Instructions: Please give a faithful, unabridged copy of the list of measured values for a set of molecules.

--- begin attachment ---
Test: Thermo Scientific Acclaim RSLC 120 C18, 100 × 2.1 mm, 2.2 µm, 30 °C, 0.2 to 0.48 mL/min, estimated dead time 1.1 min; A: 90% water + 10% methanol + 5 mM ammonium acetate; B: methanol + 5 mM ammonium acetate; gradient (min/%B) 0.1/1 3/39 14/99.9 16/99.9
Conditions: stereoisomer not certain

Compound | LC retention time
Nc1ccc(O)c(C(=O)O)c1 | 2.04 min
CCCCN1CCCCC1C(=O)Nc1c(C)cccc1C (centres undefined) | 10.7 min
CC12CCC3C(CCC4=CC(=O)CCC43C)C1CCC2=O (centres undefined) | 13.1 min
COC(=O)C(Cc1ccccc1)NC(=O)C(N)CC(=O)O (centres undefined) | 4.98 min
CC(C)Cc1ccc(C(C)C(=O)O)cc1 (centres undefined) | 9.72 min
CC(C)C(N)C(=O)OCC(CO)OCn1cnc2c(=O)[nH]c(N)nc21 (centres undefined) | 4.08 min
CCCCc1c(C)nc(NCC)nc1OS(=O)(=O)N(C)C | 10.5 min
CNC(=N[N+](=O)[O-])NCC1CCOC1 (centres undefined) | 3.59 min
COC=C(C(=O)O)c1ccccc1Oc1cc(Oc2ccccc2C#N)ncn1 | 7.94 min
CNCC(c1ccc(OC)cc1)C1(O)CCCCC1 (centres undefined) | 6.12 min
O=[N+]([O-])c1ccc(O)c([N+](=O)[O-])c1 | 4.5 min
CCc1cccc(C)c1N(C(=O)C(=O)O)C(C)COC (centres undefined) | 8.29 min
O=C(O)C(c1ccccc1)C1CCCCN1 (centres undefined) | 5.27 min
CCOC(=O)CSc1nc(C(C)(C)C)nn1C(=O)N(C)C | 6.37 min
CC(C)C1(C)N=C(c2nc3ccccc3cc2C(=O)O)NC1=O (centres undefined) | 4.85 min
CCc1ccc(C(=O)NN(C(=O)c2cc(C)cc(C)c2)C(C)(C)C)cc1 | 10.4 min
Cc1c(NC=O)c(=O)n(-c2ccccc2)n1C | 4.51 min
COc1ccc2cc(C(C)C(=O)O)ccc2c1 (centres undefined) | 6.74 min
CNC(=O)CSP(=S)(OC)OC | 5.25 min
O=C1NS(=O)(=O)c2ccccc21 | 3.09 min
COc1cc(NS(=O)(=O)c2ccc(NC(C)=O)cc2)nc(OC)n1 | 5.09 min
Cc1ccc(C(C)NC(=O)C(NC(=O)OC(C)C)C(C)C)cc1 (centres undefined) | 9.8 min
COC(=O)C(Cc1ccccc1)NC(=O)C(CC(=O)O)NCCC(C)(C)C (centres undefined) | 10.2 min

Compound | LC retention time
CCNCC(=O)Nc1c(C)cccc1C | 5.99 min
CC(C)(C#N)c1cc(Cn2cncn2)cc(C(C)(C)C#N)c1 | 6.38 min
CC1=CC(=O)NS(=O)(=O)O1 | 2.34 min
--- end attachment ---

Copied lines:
Test: Thermo Scientific Acclaim RSLC 120 C18, 100 × 2.1 mm, 2.2 µm, 30 °C, 0.2 to 0.48 mL/min, estimated dead time 1.1 min; A: 90% water + 10% methanol + 5 mM ammonium acetate; B: methanol + 5 mM ammonium acetate; gradient (min/%B) 0.1/1 3/39 14/99.9 16/99.9
Conditions: stereoisomer not certain

Compound | LC retention time
Nc1ccc(O)c(C(=O)O)c1 | 2.04 min
CCCCN1CCCCC1C(=O)Nc1c(C)cccc1C (centres undefined) | 10.7 min
CC12CCC3C(CCC4=CC(=O)CCC43C)C1CCC2=O (centres undefined) | 13.1 min
COC(=O)C(Cc1ccccc1)NC(=O)C(N)CC(=O)O (centres undefined) | 4.98 min
CC(C)Cc1ccc(C(C)C(=O)O)cc1 (centres undefined) | 9.72 min
CC(C)C(N)C(=O)OCC(CO)OCn1cnc2c(=O)[nH]c(N)nc21 (centres undefined) | 4.08 min
CCCCc1c(C)nc(NCC)nc1OS(=O)(=O)N(C)C | 10.5 min
CNC(=N[N+](=O)[O-])NCC1CCOC1 (centres undefined) | 3.59 min
COC=C(C(=O)O)c1ccccc1Oc1cc(Oc2ccccc2C#N)ncn1 | 7.94 min
CNCC(c1ccc(OC)cc1)C1(O)CCCCC1 (centres undefined) | 6.12 min
O=[N+]([O-])c1ccc(O)c([N+](=O)[O-])c1 | 4.5 min
CCc1cccc(C)c1N(C(=O)C(=O)O)C(C)COC (centres undefined) | 8.29 min
O=C(O)C(c1ccccc1)C1CCCCN1 (centres undefined) | 5.27 min
CCOC(=O)CSc1nc(C(C)(C)C)nn1C(=O)N(C)C | 6.37 min
CC(C)C1(C)N=C(c2nc3ccccc3cc2C(=O)O)NC1=O (centres undefined) | 4.85 min
CCc1ccc(C(=O)NN(C(=O)c2cc(C)cc(C)c2)C(C)(C)C)cc1 | 10.4 min
Cc1c(NC=O)c(=O)n(-c2ccccc2)n1C | 4.51 min
COc1ccc2cc(C(C)C(=O)O)ccc2c1 (centres undefined) | 6.74 min
CNC(=O)CSP(=S)(OC)OC | 5.25 min
O=C1NS(=O)(=O)c2ccccc21 | 3.09 min
COc1cc(NS(=O)(=O)c2ccc(NC(C)=O)cc2)nc(OC)n1 | 5.09 min
Cc1ccc(C(C)NC(=O)C(NC(=O)OC(C)C)C(C)C)cc1 (centres undefined) | 9.8 min
COC(=O)C(Cc1ccccc1)NC(=O)C(CC(=O)O)NCCC(C)(C)C (centres undefined) | 10.2 min

Compound | LC retention time
CCNCC(=O)Nc1c(C)cccc1C | 5.99 min
CC(C)(C#N)c1cc(Cn2cncn2)cc(C(C)(C)C#N)c1 | 6.38 min
CC1=CC(=O)NS(=O)(=O)O1 | 2.34 min